UC Berkeley News
Berkeleyan

Berkeleyan

Daniel Boyarin will deliver Faculty Research Lecture
His April 1 talk on Plato and the Talmud is the second of two lectures in the 2008 series

| 19 March 2008

Tales of fat rabbis, among other crude anecdotes written into the Talmud, don't contradict its readings of Jewish law. But they do put them into question, according to Daniel Boyarin, Hermann P. and Sophia Taubman Professor of Talmudic Culture.

During the second 2008 Faculty Research Lecture, Boyarin will speak about how these earthy elements woven into the Talmud can be read as creating a dialogue.


Daniel Boyarin (Peg Skorpinski photo)
 

The hourlong lecture, "The Talmud as a Fat Rabbi: A Novel Approach," starts at 5 p.m. Tuesday, April 1, in Chevron Auditorium in International House. "It's based on a comparative study of Plato and the Talmud," Boyarin says, and will incorporate close study of those narratives. The lecture will ultimately be published as his 11th book, Socrates and the Talmud.

Boyarin, who teaches in both the Near Eastern studies and rhetoric departments, is known for his relentless curiosity about the ways Judaism relates to contemporary cultural questions such as gender and homosexuality. He directs Berkeley's Center for the Study of Sexual Culture.

One of the preeminent scholars of the Talmud, Boyarin possesses an "intellectual restlessness," in the words of the Academic Senate committee that selected him to deliver this year's Faculty Research Lecture in the humanities. It led him from the study of language and method in the Talmud deep into an exploration of sexuality, identity, and ethnicity within the context of Jewish texts. His studies resulted in his 1993 book Carnal Israel.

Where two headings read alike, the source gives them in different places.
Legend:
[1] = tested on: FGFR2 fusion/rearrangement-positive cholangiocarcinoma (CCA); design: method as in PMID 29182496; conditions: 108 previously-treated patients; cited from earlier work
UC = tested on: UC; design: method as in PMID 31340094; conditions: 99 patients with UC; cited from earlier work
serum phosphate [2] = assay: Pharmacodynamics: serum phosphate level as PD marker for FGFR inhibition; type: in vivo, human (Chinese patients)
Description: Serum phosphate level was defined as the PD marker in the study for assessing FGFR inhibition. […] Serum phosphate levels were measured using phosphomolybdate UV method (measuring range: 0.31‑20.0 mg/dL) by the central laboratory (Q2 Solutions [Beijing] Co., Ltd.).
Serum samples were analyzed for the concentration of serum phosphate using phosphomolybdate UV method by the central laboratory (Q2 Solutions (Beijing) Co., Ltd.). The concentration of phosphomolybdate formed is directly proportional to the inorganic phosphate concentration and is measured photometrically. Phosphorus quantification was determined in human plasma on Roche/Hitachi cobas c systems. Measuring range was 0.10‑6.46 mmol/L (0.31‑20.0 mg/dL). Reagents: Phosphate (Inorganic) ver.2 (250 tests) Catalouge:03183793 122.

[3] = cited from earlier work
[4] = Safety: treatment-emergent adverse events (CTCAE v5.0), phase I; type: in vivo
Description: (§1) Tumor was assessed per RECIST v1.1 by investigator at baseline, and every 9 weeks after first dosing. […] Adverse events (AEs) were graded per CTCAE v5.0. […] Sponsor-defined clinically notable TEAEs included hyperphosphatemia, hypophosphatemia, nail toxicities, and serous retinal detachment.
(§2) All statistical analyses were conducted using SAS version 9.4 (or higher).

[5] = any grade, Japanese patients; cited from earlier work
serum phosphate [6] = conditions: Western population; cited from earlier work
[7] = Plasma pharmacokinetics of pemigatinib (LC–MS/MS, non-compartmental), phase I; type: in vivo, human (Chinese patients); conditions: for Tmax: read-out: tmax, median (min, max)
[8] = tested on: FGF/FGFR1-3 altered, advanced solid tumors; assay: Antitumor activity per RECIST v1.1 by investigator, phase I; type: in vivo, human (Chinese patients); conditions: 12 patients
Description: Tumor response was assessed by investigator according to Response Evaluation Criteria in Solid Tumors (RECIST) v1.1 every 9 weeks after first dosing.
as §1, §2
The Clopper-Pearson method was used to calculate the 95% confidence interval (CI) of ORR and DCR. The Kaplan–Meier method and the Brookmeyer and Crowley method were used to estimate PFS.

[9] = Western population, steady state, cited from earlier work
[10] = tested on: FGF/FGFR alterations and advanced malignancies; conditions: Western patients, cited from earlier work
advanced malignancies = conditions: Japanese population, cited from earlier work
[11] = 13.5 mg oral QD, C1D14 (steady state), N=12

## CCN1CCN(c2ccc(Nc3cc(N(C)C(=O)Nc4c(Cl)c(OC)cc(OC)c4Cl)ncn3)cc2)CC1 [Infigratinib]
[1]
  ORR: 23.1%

Among his other books are Unheroic Conduct: The Rise of Heterosexuality and the Invention of the Jewish Man and Dying for God: Martyrdom and the Making of Christianity and Judaism. Boyarin's lectures have taken up such subjects as "Torah Study as a System for the Exclusion of Women" and "On Stoves, Sex, and Slave Girls: Rabbinic Orthodoxy and the Definition of Jewish Identity."

More recently, Boyarin has immersed himself in Greek and Christian texts, becoming such an expert in the New Testament that Harvard Divinity School invited him as a visiting professor in the field.

In proposing Boyarin as a Faculty Research Lecturer, Professor of History David Henkin wrote that "his capacity for intellectual self-invention . never seems to end." Every few years, Henkin added, Boyarin comes out with "another major publication in which [he] . engages in new research, asks new questions, and radically rethinks earlier positions."

Boyarin's talk is the second of two Faculty Research Lectures for 2008. Jean M.J. Fréchet, professor of chemical engineering, delivered the year's first lecture earlier this month on "The Chemistry Behind Polymers: From Technology to Medicine."

More information about the Faculty Research Lectures can be found at www.urel.berkeley.edu/faculty.